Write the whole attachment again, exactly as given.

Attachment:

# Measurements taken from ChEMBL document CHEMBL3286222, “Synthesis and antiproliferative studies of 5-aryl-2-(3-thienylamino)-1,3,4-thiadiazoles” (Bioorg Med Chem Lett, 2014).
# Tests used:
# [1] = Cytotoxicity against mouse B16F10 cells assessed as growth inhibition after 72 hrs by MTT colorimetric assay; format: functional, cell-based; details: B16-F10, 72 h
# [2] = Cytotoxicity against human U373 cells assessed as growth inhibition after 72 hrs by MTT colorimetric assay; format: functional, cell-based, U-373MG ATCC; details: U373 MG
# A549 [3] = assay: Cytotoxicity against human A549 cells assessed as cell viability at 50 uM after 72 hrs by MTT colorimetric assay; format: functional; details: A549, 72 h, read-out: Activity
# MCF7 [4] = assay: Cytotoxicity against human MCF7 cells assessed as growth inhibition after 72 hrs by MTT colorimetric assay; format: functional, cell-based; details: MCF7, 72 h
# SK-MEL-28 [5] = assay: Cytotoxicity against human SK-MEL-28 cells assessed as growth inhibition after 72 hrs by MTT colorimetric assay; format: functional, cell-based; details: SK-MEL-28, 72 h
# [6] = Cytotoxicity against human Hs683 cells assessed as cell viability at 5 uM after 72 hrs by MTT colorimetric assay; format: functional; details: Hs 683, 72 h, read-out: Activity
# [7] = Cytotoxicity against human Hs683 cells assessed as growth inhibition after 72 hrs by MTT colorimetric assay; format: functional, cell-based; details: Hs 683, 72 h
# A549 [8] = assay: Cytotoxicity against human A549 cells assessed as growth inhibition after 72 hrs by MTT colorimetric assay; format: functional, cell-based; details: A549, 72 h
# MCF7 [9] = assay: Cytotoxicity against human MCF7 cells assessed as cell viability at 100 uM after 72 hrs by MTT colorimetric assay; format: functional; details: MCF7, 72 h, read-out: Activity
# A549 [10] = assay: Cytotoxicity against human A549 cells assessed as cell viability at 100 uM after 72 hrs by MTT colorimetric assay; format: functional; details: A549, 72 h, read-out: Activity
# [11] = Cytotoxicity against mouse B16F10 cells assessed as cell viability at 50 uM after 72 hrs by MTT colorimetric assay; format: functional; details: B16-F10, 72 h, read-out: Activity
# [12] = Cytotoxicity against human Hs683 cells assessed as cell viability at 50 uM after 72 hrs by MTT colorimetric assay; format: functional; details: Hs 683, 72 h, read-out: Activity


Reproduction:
# Measurements taken from ChEMBL document CHEMBL3286222, “Synthesis and antiproliferative studies of 5-aryl-2-(3-thienylamino)-1,3,4-thiadiazoles” (Bioorg Med Chem Lett, 2014).
# Tests used:
# [1] = Cytotoxicity against mouse B16F10 cells assessed as growth inhibition after 72 hrs by MTT colorimetric assay; format: functional, cell-based; details: B16-F10, 72 h
# [2] = Cytotoxicity against human U373 cells assessed as growth inhibition after 72 hrs by MTT colorimetric assay; format: functional, cell-based, U-373MG ATCC; details: U373 MG
# A549 [3] = assay: Cytotoxicity against human A549 cells assessed as cell viability at 50 uM after 72 hrs by MTT colorimetric assay; format: functional; details: A549, 72 h, read-out: Activity
# MCF7 [4] = assay: Cytotoxicity against human MCF7 cells assessed as growth inhibition after 72 hrs by MTT colorimetric assay; format: functional, cell-based; details: MCF7, 72 h
# SK-MEL-28 [5] = assay: Cytotoxicity against human SK-MEL-28 cells assessed as growth inhibition after 72 hrs by MTT colorimetric assay; format: functional, cell-based; details: SK-MEL-28, 72 h
# [6] = Cytotoxicity against human Hs683 cells assessed as cell viability at 5 uM after 72 hrs by MTT colorimetric assay; format: functional; details: Hs 683, 72 h, read-out: Activity
# [7] = Cytotoxicity against human Hs683 cells assessed as growth inhibition after 72 hrs by MTT colorimetric assay; format: functional, cell-based; details: Hs 683, 72 h
# A549 [8] = assay: Cytotoxicity against human A549 cells assessed as growth inhibition after 72 hrs by MTT colorimetric assay; format: functional, cell-based; details: A549, 72 h
# MCF7 [9] = assay: Cytotoxicity against human MCF7 cells assessed as cell viability at 100 uM after 72 hrs by MTT colorimetric assay; format: functional; details: MCF7, 72 h, read-out: Activity
# A549 [10] = assay: Cytotoxicity against human A549 cells assessed as cell viability at 100 uM after 72 hrs by MTT colorimetric assay; format: functional; details: A549, 72 h, read-out: Activity
# [11] = Cytotoxicity against mouse B16F10 cells assessed as cell viability at 50 uM after 72 hrs by MTT colorimetric assay; format: functional; details: B16-F10, 72 h, read-out: Activity
# [12] = Cytotoxicity against human Hs683 cells assessed as cell viability at 50 uM after 72 hrs by MTT colorimetric assay; format: functional; details: Hs 683, 72 h, read-out: Activity